On Wed, Oct 17, 2012 at 10:45:25PM -0700, Junio C Hamano wrote:

> +     if (opt->show_notes) {
> +             int raw;
> +             struct strbuf notebuf = STRBUF_INIT;
> +
> +             raw = (opt->commit_format == CMIT_FMT_USERFORMAT);
> +             format_display_notes(commit->object.sha1, &notebuf,
> +                                  get_log_output_encoding(), raw);
> +             ctx.notes_message = notebuf.len
> +                     ? strbuf_detach(&notebuf, NULL)
> +                     : xcalloc(1, 1);
> +     }

This last line seems like it is caused by a bug in the strbuf API.
Detaching an empty string will sometimes get you NULL and sometimes not.
For example, this:

  struct strbuf foo = STRBUF_INIT;
  strbuf_detach(&foo, NULL);

will return NULL. But this:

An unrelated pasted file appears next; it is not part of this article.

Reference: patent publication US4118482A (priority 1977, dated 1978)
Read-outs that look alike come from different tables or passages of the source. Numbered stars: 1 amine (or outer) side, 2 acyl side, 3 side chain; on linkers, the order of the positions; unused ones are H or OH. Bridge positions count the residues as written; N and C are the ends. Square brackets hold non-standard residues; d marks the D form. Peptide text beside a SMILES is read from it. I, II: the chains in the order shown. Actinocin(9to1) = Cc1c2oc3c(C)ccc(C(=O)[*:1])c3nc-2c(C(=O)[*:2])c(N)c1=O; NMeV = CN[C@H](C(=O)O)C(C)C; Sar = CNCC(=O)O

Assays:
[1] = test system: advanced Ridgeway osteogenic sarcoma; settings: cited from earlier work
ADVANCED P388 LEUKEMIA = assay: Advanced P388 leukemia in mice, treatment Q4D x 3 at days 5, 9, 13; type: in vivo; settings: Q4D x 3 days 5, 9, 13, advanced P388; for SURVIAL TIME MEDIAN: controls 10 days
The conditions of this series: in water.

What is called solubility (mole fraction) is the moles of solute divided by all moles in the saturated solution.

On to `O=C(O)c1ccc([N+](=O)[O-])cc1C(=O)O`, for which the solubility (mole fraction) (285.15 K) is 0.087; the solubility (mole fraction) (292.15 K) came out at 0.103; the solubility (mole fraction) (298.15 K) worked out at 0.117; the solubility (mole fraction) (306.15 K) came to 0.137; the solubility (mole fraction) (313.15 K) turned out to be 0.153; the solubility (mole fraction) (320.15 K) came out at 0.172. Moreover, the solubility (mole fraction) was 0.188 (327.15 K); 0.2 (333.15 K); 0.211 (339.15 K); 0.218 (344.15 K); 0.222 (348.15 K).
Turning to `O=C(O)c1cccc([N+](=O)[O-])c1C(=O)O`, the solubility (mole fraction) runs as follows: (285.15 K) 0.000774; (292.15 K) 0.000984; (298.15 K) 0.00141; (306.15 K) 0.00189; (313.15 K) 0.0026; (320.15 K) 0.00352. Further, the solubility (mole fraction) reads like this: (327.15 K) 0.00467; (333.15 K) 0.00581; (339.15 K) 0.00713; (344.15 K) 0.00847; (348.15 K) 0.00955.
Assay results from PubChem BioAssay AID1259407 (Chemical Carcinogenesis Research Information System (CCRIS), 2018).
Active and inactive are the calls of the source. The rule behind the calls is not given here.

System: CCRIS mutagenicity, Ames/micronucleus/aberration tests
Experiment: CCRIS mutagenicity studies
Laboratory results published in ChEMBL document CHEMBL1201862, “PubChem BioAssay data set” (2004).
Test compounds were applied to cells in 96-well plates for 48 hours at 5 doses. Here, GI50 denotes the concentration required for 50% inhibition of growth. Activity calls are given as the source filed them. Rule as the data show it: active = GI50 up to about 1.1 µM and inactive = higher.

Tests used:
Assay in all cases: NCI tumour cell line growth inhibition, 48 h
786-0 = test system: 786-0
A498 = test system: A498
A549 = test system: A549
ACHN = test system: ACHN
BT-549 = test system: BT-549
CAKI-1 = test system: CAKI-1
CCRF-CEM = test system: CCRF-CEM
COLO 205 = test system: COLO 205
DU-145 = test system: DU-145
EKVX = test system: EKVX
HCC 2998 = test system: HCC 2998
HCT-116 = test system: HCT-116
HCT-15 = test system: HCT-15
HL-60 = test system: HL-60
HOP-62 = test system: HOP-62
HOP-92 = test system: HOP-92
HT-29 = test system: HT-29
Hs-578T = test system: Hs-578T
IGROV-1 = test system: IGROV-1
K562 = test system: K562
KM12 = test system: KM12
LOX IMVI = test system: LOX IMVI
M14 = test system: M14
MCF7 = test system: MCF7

struct strbuf foo = STRBUF_INIT;
  strbuf_addstr(&foo, "bar");
  strbuf_detach(&foo, NULL);

will get you a zero-length string. Which just seems insane to me. The
whole point of strbuf_detach is that you do not have to care about the
internal representation. It should probably always return a newly
allocated zero-length string.

Looking through a few uses of strbuf_detach, it looks like callers
assume they will always get a pointer from strbuf_detach, and we are
saved by implementation details. For example, sha1_file_to_archive might
have an empty file, but the fact that strbuf_attach always allocates a
byte means that the detach will never return NULL. Similarly,
argv_array_pushf would never want to turn an empty string into an
accidental NULL; it is saved by the fact that strbuf_vaddf will always
preemptively allocate 64 bytes.

It's possible that switching it would create bugs elsewhere (there are
over 100 uses of strbuf_detach, so maybe somebody really does want this
NULL behavior), but I tend to think it is just as likely to be fixing
undiscovered bugs.

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